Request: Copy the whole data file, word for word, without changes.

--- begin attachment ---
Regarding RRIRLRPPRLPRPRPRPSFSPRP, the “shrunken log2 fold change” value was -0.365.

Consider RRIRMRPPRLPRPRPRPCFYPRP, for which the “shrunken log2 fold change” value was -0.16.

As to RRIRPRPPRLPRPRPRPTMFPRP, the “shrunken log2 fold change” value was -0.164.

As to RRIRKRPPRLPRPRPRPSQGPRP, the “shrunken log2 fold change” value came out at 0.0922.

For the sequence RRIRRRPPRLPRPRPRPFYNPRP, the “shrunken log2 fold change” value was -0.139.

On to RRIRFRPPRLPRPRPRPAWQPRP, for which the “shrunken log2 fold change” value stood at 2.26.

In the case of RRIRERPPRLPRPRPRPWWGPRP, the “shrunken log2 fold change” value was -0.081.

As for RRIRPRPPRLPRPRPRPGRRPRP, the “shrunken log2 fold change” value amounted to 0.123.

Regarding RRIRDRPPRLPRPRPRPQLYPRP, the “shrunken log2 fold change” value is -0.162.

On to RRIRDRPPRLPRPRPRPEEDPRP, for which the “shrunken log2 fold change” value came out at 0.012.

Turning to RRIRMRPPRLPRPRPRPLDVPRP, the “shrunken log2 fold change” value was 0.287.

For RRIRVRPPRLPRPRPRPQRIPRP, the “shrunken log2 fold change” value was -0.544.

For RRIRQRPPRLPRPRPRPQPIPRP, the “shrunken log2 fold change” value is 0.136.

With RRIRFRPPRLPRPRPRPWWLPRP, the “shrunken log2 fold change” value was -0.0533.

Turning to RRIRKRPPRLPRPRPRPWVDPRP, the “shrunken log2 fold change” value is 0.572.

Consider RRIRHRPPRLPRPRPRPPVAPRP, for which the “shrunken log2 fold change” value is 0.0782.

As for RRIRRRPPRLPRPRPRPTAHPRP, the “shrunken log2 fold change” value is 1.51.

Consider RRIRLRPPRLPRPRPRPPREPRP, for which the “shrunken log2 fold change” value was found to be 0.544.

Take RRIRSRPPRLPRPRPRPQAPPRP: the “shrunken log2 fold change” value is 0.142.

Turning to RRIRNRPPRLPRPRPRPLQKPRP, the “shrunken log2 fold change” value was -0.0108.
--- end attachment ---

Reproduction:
Regarding RRIRLRPPRLPRPRPRPSFSPRP, the “shrunken log2 fold change” value was -0.365.

Consider RRIRMRPPRLPRPRPRPCFYPRP, for which the “shrunken log2 fold change” value was -0.16.

As to RRIRPRPPRLPRPRPRPTMFPRP, the “shrunken log2 fold change” value was -0.164.

As to RRIRKRPPRLPRPRPRPSQGPRP, the “shrunken log2 fold change” value came out at 0.0922.

For the sequence RRIRRRPPRLPRPRPRPFYNPRP, the “shrunken log2 fold change” value was -0.139.

On to RRIRFRPPRLPRPRPRPAWQPRP, for which the “shrunken log2 fold change” value stood at 2.26.

In the case of RRIRERPPRLPRPRPRPWWGPRP, the “shrunken log2 fold change” value was -0.081.

As for RRIRPRPPRLPRPRPRPGRRPRP, the “shrunken log2 fold change” value amounted to 0.123.

Regarding RRIRDRPPRLPRPRPRPQLYPRP, the “shrunken log2 fold change” value is -0.162.

On to RRIRDRPPRLPRPRPRPEEDPRP, for which the “shrunken log2 fold change” value came out at 0.012.

Turning to RRIRMRPPRLPRPRPRPLDVPRP, the “shrunken log2 fold change” value was 0.287.

For RRIRVRPPRLPRPRPRPQRIPRP, the “shrunken log2 fold change” value was -0.544.

For RRIRQRPPRLPRPRPRPQPIPRP, the “shrunken log2 fold change” value is 0.136.

With RRIRFRPPRLPRPRPRPWWLPRP, the “shrunken log2 fold change” value was -0.0533.

Turning to RRIRKRPPRLPRPRPRPWVDPRP, the “shrunken log2 fold change” value is 0.572.

Consider RRIRHRPPRLPRPRPRPPVAPRP, for which the “shrunken log2 fold change” value is 0.0782.

As for RRIRRRPPRLPRPRPRPTAHPRP, the “shrunken log2 fold change” value is 1.51.

Consider RRIRLRPPRLPRPRPRPPREPRP, for which the “shrunken log2 fold change” value was found to be 0.544.

Take RRIRSRPPRLPRPRPRPQAPPRP: the “shrunken log2 fold change” value is 0.142.

Turning to RRIRNRPPRLPRPRPRPLQKPRP, the “shrunken log2 fold change” value was -0.0108.